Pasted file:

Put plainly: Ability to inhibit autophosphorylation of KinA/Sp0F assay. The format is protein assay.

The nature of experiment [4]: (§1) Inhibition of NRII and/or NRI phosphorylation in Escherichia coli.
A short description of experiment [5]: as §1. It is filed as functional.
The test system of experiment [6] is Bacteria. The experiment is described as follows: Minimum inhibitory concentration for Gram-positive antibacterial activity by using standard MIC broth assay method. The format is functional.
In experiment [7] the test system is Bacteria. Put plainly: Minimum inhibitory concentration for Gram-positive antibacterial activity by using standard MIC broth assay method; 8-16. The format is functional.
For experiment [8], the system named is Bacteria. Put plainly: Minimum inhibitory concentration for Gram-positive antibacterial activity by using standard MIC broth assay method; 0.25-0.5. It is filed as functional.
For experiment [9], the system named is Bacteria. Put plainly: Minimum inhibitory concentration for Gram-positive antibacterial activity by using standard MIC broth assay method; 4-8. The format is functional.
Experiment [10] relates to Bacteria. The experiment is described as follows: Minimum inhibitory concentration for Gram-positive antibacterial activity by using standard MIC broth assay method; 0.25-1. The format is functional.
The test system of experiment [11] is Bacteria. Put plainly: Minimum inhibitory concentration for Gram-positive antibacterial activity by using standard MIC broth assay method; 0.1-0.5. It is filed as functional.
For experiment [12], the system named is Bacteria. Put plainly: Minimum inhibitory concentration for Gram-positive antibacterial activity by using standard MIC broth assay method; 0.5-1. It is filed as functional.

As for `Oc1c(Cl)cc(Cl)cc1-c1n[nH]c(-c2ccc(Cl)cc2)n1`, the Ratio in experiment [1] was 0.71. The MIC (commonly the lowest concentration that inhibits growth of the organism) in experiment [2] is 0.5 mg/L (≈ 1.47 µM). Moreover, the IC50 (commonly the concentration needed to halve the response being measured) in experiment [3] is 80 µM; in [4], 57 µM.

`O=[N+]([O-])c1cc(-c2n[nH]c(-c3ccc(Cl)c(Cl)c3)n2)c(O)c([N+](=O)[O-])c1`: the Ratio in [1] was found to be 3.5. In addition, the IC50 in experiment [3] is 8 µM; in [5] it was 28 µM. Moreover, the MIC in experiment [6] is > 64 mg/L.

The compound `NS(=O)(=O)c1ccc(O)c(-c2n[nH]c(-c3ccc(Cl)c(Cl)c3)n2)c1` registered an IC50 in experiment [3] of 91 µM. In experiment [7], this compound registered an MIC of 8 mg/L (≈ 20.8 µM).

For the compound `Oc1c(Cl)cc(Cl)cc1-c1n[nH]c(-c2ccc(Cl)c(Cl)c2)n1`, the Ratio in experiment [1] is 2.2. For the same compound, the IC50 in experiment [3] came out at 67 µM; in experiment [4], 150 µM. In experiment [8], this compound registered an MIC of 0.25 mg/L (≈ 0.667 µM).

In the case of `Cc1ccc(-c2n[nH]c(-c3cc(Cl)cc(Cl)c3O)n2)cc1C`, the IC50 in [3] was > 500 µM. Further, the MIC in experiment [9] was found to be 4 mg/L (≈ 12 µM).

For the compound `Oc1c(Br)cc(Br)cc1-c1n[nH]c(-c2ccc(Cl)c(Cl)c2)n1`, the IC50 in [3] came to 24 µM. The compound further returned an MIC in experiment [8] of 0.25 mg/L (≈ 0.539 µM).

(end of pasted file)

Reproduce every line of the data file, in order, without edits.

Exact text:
Put plainly: Ability to inhibit autophosphorylation of KinA/Sp0F assay. The format is protein assay.

The nature of experiment [4]: (§1) Inhibition of NRII and/or NRI phosphorylation in Escherichia coli.
A short description of experiment [5]: as §1. It is filed as functional.
The test system of experiment [6] is Bacteria. The experiment is described as follows: Minimum inhibitory concentration for Gram-positive antibacterial activity by using standard MIC broth assay method. The format is functional.
In experiment [7] the test system is Bacteria. Put plainly: Minimum inhibitory concentration for Gram-positive antibacterial activity by using standard MIC broth assay method; 8-16. The format is functional.
For experiment [8], the system named is Bacteria. Put plainly: Minimum inhibitory concentration for Gram-positive antibacterial activity by using standard MIC broth assay method; 0.25-0.5. It is filed as functional.
For experiment [9], the system named is Bacteria. Put plainly: Minimum inhibitory concentration for Gram-positive antibacterial activity by using standard MIC broth assay method; 4-8. The format is functional.
Experiment [10] relates to Bacteria. The experiment is described as follows: Minimum inhibitory concentration for Gram-positive antibacterial activity by using standard MIC broth assay method; 0.25-1. The format is functional.
The test system of experiment [11] is Bacteria. Put plainly: Minimum inhibitory concentration for Gram-positive antibacterial activity by using standard MIC broth assay method; 0.1-0.5. It is filed as functional.
For experiment [12], the system named is Bacteria. Put plainly: Minimum inhibitory concentration for Gram-positive antibacterial activity by using standard MIC broth assay method; 0.5-1. It is filed as functional.

As for `Oc1c(Cl)cc(Cl)cc1-c1n[nH]c(-c2ccc(Cl)cc2)n1`, the Ratio in experiment [1] was 0.71. The MIC (commonly the lowest concentration that inhibits growth of the organism) in experiment [2] is 0.5 mg/L (≈ 1.47 µM). Moreover, the IC50 (commonly the concentration needed to halve the response being measured) in experiment [3] is 80 µM; in [4], 57 µM.

`O=[N+]([O-])c1cc(-c2n[nH]c(-c3ccc(Cl)c(Cl)c3)n2)c(O)c([N+](=O)[O-])c1`: the Ratio in [1] was found to be 3.5. In addition, the IC50 in experiment [3] is 8 µM; in [5] it was 28 µM. Moreover, the MIC in experiment [6] is > 64 mg/L.

The compound `NS(=O)(=O)c1ccc(O)c(-c2n[nH]c(-c3ccc(Cl)c(Cl)c3)n2)c1` registered an IC50 in experiment [3] of 91 µM. In experiment [7], this compound registered an MIC of 8 mg/L (≈ 20.8 µM).

For the compound `Oc1c(Cl)cc(Cl)cc1-c1n[nH]c(-c2ccc(Cl)c(Cl)c2)n1`, the Ratio in experiment [1] is 2.2. For the same compound, the IC50 in experiment [3] came out at 67 µM; in experiment [4], 150 µM. In experiment [8], this compound registered an MIC of 0.25 mg/L (≈ 0.667 µM).

In the case of `Cc1ccc(-c2n[nH]c(-c3cc(Cl)cc(Cl)c3O)n2)cc1C`, the IC50 in [3] was > 500 µM. Further, the MIC in experiment [9] was found to be 4 mg/L (≈ 12 µM).

For the compound `Oc1c(Br)cc(Br)cc1-c1n[nH]c(-c2ccc(Cl)c(Cl)c2)n1`, the IC50 in [3] came to 24 µM. The compound further returned an MIC in experiment [8] of 0.25 mg/L (≈ 0.539 µM).